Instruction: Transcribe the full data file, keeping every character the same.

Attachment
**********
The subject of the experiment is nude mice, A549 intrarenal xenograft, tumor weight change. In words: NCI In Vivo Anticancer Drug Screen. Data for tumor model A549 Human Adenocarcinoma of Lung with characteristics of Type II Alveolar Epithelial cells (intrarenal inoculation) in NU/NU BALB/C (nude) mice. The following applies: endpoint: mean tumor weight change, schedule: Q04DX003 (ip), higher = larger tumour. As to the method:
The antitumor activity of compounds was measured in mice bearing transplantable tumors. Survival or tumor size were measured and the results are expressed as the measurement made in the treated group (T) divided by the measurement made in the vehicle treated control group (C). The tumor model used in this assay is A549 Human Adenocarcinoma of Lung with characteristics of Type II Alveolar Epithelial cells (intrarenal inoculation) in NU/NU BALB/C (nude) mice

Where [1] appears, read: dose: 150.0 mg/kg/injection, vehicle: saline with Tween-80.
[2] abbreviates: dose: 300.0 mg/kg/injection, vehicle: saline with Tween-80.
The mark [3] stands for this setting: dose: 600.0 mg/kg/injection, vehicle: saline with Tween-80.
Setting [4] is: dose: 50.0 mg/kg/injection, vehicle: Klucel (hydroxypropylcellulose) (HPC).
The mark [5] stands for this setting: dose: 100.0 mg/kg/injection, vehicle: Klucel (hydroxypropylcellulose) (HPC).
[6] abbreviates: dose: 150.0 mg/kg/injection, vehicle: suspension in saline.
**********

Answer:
The subject of the experiment is nude mice, A549 intrarenal xenograft, tumor weight change. In words: NCI In Vivo Anticancer Drug Screen. Data for tumor model A549 Human Adenocarcinoma of Lung with characteristics of Type II Alveolar Epithelial cells (intrarenal inoculation) in NU/NU BALB/C (nude) mice. The following applies: endpoint: mean tumor weight change, schedule: Q04DX003 (ip), higher = larger tumour. As to the method:
The antitumor activity of compounds was measured in mice bearing transplantable tumors. Survival or tumor size were measured and the results are expressed as the measurement made in the treated group (T) divided by the measurement made in the vehicle treated control group (C). The tumor model used in this assay is A549 Human Adenocarcinoma of Lung with characteristics of Type II Alveolar Epithelial cells (intrarenal inoculation) in NU/NU BALB/C (nude) mice

Where [1] appears, read: dose: 150.0 mg/kg/injection, vehicle: saline with Tween-80.
[2] abbreviates: dose: 300.0 mg/kg/injection, vehicle: saline with Tween-80.
The mark [3] stands for this setting: dose: 600.0 mg/kg/injection, vehicle: saline with Tween-80.
Setting [4] is: dose: 50.0 mg/kg/injection, vehicle: Klucel (hydroxypropylcellulose) (HPC).
The mark [5] stands for this setting: dose: 100.0 mg/kg/injection, vehicle: Klucel (hydroxypropylcellulose) (HPC).
[6] abbreviates: dose: 150.0 mg/kg/injection, vehicle: suspension in saline.